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I have an interesting question for anyone willing to answer. Below my electric meter outside there is a breaker box housing the 200 amp main shut off breaker as well as two 20A outside appliance breakers.

There are 3 2AWG aluminum wires leading to a barn about a hundred feet from house through 1.25" underground conduit. These three aluminum wires were not previously hooked up to any breaker on either end of run, but terminate in both breaker boxes. I have since installed two 60A breakers in both breaker boxes, one in the panel below the meter as well as one in the new breaker box in the barn as a main shut off.

The problem is that only one of the two hot wires in barn has power, leaving only one side of breaker box having power, leaving me with only 30A and 110V service at the barn. Are breaker boxes below meters typically only 110V? Any ideas of what could be the problem?

  • Is the 60-A breaker in the meter panel a 2-pole breaker? I have seen this type of electric panel before and in that case all of the breakers in the outside panel were 2-pole 240 v breakers for a/c, electric dryer, and electric kitchen range. All the breakers in the inside panel were 120 V. If you know how to do it safely, remove the dead front of the outside panel and check the voltage across the two poles of the 60-A breaker that feeds the barn. – Jim Stewart Dec 5 '16 at 2:14
  • I did not get to take off the dead front on the panel I described above to see how the two bus bars are arrannged. In my 45-year-old GE panel one has to note that 2-pole breakers won't work electrically and won't fit in every pair of adjacent slots. I have two columns of 8 one-half inch slots for branch circuits. The panel will not accept 2-pole breakers in positions 1 & 2, but will in 2 & 3, not in 3 & 4, but will in 4 & 5 . . . The reason is that 1 & 2 are on the same leg, 3 & 4 are both on the other leg, etc. If you have to put in a new 2-pole breaker, note that the two poles must be opp – Jim Stewart Dec 5 '16 at 2:34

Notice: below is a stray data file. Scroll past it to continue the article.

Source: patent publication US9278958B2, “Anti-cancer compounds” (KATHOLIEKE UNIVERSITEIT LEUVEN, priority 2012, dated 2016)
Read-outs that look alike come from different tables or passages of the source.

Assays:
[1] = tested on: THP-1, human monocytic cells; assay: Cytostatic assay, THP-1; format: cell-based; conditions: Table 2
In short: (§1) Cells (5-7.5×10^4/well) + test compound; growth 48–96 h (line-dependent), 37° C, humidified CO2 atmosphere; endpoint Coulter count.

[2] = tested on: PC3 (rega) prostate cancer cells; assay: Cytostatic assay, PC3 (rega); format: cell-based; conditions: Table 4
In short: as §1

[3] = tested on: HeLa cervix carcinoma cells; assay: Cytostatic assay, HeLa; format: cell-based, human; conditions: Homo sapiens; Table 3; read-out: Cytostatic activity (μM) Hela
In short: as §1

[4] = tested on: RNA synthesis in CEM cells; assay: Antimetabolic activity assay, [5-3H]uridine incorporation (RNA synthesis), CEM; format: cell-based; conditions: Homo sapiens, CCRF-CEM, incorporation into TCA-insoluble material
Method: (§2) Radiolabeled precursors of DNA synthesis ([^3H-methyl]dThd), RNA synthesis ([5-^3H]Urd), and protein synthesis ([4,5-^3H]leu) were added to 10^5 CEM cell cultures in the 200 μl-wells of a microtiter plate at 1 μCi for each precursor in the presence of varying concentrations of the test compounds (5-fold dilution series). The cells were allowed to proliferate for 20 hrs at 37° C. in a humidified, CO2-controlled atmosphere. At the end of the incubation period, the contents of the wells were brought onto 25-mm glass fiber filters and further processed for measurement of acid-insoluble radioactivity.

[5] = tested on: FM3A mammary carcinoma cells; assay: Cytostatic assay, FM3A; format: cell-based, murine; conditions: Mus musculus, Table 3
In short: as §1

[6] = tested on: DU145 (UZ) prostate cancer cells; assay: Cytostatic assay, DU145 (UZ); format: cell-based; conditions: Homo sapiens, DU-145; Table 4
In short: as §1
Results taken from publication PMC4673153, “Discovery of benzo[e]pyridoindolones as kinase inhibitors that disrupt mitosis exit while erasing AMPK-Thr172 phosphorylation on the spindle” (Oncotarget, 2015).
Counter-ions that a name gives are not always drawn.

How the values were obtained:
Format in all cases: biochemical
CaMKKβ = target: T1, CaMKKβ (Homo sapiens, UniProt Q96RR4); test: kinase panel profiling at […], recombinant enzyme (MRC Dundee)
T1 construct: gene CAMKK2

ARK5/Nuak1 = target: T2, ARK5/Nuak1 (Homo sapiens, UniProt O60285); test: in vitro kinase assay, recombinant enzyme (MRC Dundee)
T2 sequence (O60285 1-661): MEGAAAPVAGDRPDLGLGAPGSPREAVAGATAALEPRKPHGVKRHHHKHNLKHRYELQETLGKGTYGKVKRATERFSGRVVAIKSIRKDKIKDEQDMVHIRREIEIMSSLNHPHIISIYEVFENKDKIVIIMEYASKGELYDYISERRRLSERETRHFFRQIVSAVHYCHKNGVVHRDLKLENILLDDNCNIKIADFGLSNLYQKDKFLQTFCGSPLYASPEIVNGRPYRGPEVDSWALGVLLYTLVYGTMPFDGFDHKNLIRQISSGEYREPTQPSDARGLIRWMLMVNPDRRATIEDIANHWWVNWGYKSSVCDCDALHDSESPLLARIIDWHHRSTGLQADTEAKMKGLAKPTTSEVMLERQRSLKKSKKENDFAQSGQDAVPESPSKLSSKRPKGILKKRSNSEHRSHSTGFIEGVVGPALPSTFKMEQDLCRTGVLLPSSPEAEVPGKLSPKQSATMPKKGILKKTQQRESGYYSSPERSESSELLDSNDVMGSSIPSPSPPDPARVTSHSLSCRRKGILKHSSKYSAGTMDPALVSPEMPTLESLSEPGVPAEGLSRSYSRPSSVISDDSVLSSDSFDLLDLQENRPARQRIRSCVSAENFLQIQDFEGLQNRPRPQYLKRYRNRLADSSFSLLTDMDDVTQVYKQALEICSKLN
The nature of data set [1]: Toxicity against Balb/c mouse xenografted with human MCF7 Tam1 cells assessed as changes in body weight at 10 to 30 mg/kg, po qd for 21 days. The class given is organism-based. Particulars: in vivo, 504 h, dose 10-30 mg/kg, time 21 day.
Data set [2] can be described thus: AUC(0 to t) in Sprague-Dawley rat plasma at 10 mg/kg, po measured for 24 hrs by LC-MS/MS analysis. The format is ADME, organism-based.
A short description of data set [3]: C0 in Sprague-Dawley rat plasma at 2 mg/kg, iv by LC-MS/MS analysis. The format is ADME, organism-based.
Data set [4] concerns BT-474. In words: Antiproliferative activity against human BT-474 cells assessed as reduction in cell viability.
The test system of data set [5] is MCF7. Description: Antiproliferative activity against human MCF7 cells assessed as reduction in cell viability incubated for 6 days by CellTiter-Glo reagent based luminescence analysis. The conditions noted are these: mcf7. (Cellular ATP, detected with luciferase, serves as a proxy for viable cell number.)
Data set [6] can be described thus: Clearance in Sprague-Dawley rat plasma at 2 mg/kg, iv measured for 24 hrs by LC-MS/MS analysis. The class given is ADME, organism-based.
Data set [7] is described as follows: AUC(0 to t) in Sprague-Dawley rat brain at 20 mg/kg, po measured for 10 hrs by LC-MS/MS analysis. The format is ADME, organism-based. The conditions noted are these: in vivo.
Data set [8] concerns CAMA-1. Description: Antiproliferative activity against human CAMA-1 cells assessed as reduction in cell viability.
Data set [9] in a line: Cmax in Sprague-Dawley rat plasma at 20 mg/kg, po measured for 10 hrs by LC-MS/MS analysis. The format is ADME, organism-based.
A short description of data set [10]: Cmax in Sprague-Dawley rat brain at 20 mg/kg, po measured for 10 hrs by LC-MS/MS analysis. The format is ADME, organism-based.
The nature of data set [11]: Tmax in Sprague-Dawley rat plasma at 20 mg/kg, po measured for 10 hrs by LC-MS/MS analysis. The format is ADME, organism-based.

• You say only one of the wires in the barn is powered leaving you with only 30 A and 120 V. The voltage between the powered hot and the neutral will be 120 V, but if you have a double pole 60-A breaker in the main panel, you will be able to draw 60 A. If both of the hots are powered and on different legs, you will be able to draw 60 A at 240 V. The barn connection is a sub panel and you do not need a second 60-A double pole breaker there, but only a means of disconnection (which the 60-A breaker will serve), but normally you'd have some smaller breakers in the barn (light, 120 V receptacles) – Jim Stewart Dec 5 '16 at 3:09
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    Obvious question, perhaps, but are all of the Al wires actually connected to the buses in the breaker box beneath the meter? – Craig Dec 5 '16 at 3:52
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Sometimes panel manufacturers will have a null breaker slot on top, bottom, and/or both. Even though a double breaker seemingly fits right in like it's supposed to, only one phase will be hot.

A visual inspection of the busbar is one way to tell, or if you have the busbar layout diagram it will show too.

In case this is the problem, simply move the double pole breaker into the proper slot, then put a blank slot filler to cover the exposed parts. If you don't have a blank handy a breaker with nothing on it is fine too.

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I recently saw an example of the type of electric panel in which there are breakers in the panel outside below the meter, and there are breakers in the panel on the other side of the wall inside. In this instance, all of the breakers in the outside panel were double-pole 240 v breakers for a/c, electric dryer, electric kitchen range, and main breaker. All the breakers in the inside panel were single-pole 120 V.

The house where this panel was installed was a quality house and so I assume this must be an accepted type, but it strikes me as odd that one would have to go outside (maybe in rain or wind storm) to switch off the breaker to these appliances or to shut off the main breaker.

If you know how to do it safely, remove the dead front of the outside panel and check the voltage across the two poles of the 60-A breaker that feeds the barn.

  • Not only inconvenient for the owner, but seems like a lot of extra work for nothing for the electrician. Really makes you go hmmmmmm – Kris May 11 '17 at 2:01

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